There’s been an ever-growing competition, particularly among Moscow’s male expats and the women who keep company with them, to prove their decadent credentials. Each carries with them their CV of perversions and drug binges, and brags about their decadent ways like investment bankers boasting about “doin’ deals.” You can’t go a week here without hearing some expat tell you about his drug problem, his 2-on-1, whore-hopping, girlfriend-swapping, the pair of handcuffs, the Trainspotting-esque life (incidentally the most predictable, sentimental, Social Democratic film of them all!), and so on… Coat and Tie has now become Coke and Tie-Me-Up, and it’s losing its appeal fast.
This isn’t the first time I’ve wound up in a competition of degeneracy. It seems to happen anytime a large group of Westerners are away from home. When I arrived at U.C. Berkeley at the age of 17, I drifted, with a mixture of fear and curiosity, into the post-punk world. I look back fondly on those days-it seems far more intense and dangerous than today’s version of decadence: instead of a weekend of ecstasy and techno music, it was a week’s worth of maining MDA (ecstasy’s more powerful older brother) and speed, then off to a Black Flag show at the Mab, where someone was guaranteed to get stomped; instead of bagging a bisexual whore, you beat your girlfriend and spat into her bleeding mouth. I only caught the tail end of that world-I came too late, and never actually entered into its orbit. But I still find it impressive, even if most of us were “faking it.” Which I mostly did. I still remember, with shame, that bullwhip I bought from a black man in North Oakland. I hung it up on my wall to impress the bleach-faced punks, though I never used it. Once, Mitzy, a famous local dominatrix, saw my bullwhip and pulled it down. She asked me to show her how I use it; while awkwardly snapping it in the air, I accidentally lashed my face and forearms, yelping out loud with each strike. It got a good laugh out of Mitzy, a nice pat on my head. I threw it away, and vowed never to fake something like that again.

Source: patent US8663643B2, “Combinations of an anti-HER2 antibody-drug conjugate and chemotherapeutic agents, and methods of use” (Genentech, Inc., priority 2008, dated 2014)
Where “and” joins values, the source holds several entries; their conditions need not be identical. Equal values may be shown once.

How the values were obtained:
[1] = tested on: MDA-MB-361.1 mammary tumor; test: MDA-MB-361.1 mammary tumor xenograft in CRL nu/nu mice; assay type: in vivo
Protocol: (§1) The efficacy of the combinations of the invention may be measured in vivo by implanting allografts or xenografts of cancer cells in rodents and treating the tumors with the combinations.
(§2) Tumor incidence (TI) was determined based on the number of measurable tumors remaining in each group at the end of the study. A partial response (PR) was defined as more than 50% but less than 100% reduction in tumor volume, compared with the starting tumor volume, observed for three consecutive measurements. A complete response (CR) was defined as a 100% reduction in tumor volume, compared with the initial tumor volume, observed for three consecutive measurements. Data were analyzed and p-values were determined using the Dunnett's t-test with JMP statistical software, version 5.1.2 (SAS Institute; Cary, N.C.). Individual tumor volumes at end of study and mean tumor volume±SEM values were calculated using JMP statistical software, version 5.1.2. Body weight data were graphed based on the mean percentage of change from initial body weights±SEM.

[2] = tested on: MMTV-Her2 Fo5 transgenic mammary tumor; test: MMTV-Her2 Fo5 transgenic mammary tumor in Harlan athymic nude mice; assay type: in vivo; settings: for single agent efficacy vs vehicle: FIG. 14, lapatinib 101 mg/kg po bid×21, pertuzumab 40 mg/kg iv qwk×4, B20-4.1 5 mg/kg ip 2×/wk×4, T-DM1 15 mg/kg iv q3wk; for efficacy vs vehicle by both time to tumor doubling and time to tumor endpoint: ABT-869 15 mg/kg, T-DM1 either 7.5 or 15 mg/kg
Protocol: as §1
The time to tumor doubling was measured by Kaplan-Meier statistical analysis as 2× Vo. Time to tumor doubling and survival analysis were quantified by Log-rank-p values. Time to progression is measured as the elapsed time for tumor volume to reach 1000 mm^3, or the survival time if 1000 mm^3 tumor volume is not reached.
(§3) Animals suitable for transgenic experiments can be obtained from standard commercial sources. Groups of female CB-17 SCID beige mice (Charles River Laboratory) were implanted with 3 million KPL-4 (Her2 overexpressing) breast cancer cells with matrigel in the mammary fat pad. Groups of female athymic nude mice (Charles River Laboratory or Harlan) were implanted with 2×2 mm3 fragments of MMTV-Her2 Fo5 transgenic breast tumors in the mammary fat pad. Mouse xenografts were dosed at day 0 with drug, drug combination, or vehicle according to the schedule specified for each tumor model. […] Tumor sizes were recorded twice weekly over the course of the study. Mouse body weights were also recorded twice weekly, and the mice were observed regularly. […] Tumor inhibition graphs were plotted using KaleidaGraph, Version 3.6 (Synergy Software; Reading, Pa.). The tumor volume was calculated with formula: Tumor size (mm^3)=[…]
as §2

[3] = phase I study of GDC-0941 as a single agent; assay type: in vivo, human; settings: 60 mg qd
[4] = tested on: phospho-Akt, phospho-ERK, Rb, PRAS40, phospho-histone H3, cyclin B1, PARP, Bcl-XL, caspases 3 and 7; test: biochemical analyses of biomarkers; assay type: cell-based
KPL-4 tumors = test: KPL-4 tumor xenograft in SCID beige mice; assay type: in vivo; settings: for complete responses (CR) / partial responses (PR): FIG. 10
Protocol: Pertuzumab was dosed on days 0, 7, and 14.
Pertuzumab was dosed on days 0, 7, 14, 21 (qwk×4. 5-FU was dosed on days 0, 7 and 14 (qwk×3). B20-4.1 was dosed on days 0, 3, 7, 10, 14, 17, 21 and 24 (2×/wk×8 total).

Like all good things, the decadence of the 80s punk world faded, and reemerged in its tamer, adulterated form in the early 90s slacker/Nirvana scene. At the risk of sounding cooler-than-thou, I can’t help but feel that decadence has fallen into the wrong hands-the hands of the many-and is no longer interesting.
I realized this in Prague back in 1992. I arrived there with a single goal: to make money, buy a small rural castle, then hire a team of young Slovak servants whom my girlfriend Sarka would train and discipline according to her whim. It was a pipe dream, of course; I didn’t know what cruel joke awaited me in Prague: the command center of the Slacker World, and their tame, ironic de-(ca)den/ce. It was as though all the expats there, far away from home (even farther away than college was from home), felt OBLIGED to wear a badge of degeneracy on their sleeves, for fear of not being accepted into the what was considered the “cool” crowd. Prague’s was a softer, gentler, more feminine version of decadence than Moscow’s or Berkeley’s: bisexuality and marijuana were the Big Things, along with hairwraps, affected laziness and literary ambition.